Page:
I have written before about how leaders in business are coming to resemble leaders in government. Like the latter, the former are increasingly vulnerable to those who would challenge or even revoke their ability to lead.
The cast of characters – of CEO challengers – is large. It includes, for example, newly impatient and emboldened boards, newly impatient and emboldened customers, and newly impatient and emboldened shareholder activists.
Shareholder activism is a recent phenomenon and shareholder activists were, until recently, easy to identify. Now though things are changing. Now familiar shareholder activists are being joined by unfamiliar ones – further expanding the pool of those ready, willing, and able to take on even the most vaunted of chief executives.
Previously most shareholder activists were titans of hedge funds, men such as William Ackman and Daniel Loeb who gained further fame and (usually) additional fortune by taking on companies they judged mismanaged or undervalued. Now they are joined by a new group – single individuals acting in their own interest, who happen to own great gobs of a single stock.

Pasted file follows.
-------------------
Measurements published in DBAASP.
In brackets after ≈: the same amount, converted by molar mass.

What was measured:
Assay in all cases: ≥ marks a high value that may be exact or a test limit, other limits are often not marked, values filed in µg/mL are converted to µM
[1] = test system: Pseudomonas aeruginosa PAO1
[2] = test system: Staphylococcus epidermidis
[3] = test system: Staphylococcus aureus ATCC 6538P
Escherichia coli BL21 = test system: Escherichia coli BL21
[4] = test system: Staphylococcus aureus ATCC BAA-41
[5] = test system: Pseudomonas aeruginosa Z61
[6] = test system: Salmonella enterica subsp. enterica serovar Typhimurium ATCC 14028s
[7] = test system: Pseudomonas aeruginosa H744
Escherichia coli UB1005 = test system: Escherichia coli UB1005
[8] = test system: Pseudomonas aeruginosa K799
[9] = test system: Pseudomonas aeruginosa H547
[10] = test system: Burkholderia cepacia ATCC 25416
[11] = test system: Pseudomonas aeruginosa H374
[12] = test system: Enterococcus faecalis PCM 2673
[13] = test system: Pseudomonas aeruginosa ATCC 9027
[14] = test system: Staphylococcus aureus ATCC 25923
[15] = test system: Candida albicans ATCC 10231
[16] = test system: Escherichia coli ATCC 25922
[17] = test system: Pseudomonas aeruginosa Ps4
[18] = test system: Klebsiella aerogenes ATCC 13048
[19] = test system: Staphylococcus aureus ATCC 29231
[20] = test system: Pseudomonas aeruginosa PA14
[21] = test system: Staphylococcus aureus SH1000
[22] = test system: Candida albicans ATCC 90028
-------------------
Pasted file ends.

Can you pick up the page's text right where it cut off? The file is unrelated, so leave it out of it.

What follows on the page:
A man by the name of David Sokol is an example. He owns 27% of an American community bank, Middleburg Financial. Recently Sokol pressured the bank to put itself on the chopping block – pressure that Middleburg has so far resisted. Instead Middleburg’s board offered Sokol a seat – which Sokol has so far similarly resisted. Stand-off between the bank’s leadership on the one side, and a single shareholder on the other.
Activism is clearly creeping, seeping, easing almost imperceptibly from the public sector into the private one. As one observer put it, “Activism has gone from being frowned upon, something that marks you out as a rogue or a maverick, to almost socially responsible…. Everyone else is respected for getting involved, so it is good that this is changing for shareholders too.” *